Reassembling history is like putting together a jigsaw puzzle. The remembrances are hazy at best and details vary depending with whom you speak. Such is the origin story of the telecommunication industry’s Diversity Week. Many people own a piece of the story, but what is clear is that the industry staked a claim to promoting diversity and inclusion nearly 40 years ago that still stands today.
The first Kaitz Dinner was held in the Empire Room at the Waldorf Astoria Hotel in New York in the Fall of 1984 and that initial fundraising dinner ties closely to the origins of Diversity Week. After that inaugural event, a host of industry organizations made a decision to co-host their own events during the same week. Notable among those was NAMIC’s Urban Market’s Conference, now known as the NAMIC Conference. This added another dimension of diversity to the week that complimented the fundraising dinner. Long-time cable journalist, Paul Maxwell, who along with industry pioneers Ralph Baruch, Bill Daniels, Don Anderson, Spencer Kaitz, Amos Hostetter, and others, hosted that first dinner to honor the organizations namesake, Walter Kaitz. Maxwell recalls that the agenda-packed week, with its numerous events, meetings and rigorous travel was ‘hell.’ That pejorative stuck for nearly a decade.
DIVERSITY WEEK: THE EARLY YEARS
Discussions of the name Diversity Week first arose during NAMIC Board meetings recalls Multichannel News’, Tom Umstead. Then a NAMIC Board member in the early 90s, he remembers the discussion of dedicating the week to diversity and inclusion within the industry. It was fitting since the Kaitz Foundation’s mission at that time was to bring diverse ‘Fellows’ into the burgeoning industry through their nationwide recruitment efforts. During those early days, Fellows were assigned to a cable company and rotated through various departments after which they were hired directly.
Curtis Symonds, then an executive with BET Networks and the founder of the HBCU Network, was on the Board of the Kaitz Foundation during that time. Kaitz, under the leadership of Paula Winn, was responsible for implementing that early mission of recruitment. Symonds corroborates that there was a movement to brand the week for the work the industry was doing to further the focus on diversity. “I give the (Kaitz) Foundation a lot of credit for opening doors for people of color to come into the business,” he says.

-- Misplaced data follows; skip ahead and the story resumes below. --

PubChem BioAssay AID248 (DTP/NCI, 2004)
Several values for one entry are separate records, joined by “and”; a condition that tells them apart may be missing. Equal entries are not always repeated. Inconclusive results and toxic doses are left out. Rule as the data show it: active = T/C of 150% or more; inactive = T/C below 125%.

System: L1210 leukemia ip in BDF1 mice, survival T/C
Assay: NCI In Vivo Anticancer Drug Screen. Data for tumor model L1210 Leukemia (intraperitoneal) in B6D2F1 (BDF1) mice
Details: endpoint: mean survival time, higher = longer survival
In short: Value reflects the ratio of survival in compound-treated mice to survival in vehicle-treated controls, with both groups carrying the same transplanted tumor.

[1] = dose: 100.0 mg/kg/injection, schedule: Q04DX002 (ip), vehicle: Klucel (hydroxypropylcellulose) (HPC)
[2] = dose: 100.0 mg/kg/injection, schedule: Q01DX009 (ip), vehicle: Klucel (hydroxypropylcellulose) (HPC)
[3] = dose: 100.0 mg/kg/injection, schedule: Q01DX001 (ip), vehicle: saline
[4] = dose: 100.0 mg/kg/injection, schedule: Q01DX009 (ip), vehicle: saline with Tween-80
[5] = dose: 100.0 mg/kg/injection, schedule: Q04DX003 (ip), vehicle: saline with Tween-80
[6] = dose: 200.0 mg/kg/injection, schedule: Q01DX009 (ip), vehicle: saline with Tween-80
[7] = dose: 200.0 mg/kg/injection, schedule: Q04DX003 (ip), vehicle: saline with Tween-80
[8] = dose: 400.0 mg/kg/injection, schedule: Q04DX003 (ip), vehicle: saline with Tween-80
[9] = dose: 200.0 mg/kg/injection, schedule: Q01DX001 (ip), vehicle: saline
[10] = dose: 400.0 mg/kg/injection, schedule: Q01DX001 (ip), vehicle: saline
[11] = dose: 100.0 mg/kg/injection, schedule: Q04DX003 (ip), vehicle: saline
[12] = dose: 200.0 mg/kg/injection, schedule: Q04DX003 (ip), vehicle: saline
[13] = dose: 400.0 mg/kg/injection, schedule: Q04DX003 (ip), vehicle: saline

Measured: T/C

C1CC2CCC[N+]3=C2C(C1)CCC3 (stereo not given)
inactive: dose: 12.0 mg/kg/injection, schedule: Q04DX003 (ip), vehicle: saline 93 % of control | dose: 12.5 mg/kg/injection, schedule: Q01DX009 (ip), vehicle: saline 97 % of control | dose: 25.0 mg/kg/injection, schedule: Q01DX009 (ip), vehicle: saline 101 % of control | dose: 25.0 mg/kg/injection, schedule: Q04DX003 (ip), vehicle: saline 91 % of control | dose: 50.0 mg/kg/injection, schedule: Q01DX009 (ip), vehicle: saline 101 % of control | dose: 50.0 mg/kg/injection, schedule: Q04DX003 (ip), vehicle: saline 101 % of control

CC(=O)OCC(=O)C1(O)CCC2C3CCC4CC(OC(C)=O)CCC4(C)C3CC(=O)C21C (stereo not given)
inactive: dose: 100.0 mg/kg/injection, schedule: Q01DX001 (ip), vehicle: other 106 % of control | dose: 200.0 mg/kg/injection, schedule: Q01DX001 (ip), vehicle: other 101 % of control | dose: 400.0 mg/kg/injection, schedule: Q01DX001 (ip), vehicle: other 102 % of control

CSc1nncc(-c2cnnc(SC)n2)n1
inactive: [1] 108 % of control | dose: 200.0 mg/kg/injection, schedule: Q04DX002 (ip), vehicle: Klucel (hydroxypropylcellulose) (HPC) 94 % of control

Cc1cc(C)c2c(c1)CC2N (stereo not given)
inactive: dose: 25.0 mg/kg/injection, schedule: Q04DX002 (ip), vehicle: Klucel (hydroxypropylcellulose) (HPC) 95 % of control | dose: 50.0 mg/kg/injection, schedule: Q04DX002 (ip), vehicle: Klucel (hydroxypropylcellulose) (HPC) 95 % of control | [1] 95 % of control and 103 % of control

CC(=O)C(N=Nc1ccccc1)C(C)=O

Clayton Banks, a veteran of Sega Channel and Showtime, became NAMIC President in 1996 and worked alongside then NCTA President, Decker Anstrom to solidify the decision to making Diversity Week official. “We’d been in discussion about the need to rebrand our time together in New York for some years,” says the now CEO of Silicon Harlem, and the NCTA agreed with NAMIC that we wanted to change the dynamic around what this week together in the industry should represent.
DIVERSITY WEEK: IT’S OFFICIAL
Diversity Week flourished over the years to become the home for the WICT Leadership Conference in addition to the NAMIC Conference along with many ancillary events. It should be noted that only once before has Diversity Week not able to be celebrated in New York. In 2001, the week was just getting underway when the Twin Towers in lower Manhattan were felled by a terrorist attack curtailing all the planned events but stranding many industry executives in the city including the Kaitz Foundation’s current Executive Director, Michelle Ray. The NAMIC Conference was just underway at the Millennium Broadway when the first plane hit and the WICT conference was set to begin the following day.
2020 AND BEYOND
This year COVID-19 derailed an in-person gathering in New York, yet as a great testament to the resiliency of the industry, “we will not allow this vital and cherished tradition to go into hibernation, so Diversity Week will move forward virtually,” says Kaitz’s, Michelle Ray.
With this year’s social turmoil, it is clear just how important it is for our industry to remain intensely focused on diversity, equity, and inclusion as guiding forces for our companies, and our diversity stake-holders. Diversity Week may look and feel a little different this year, but you can’t keep a good idea down.
Find out more about Diversity Week.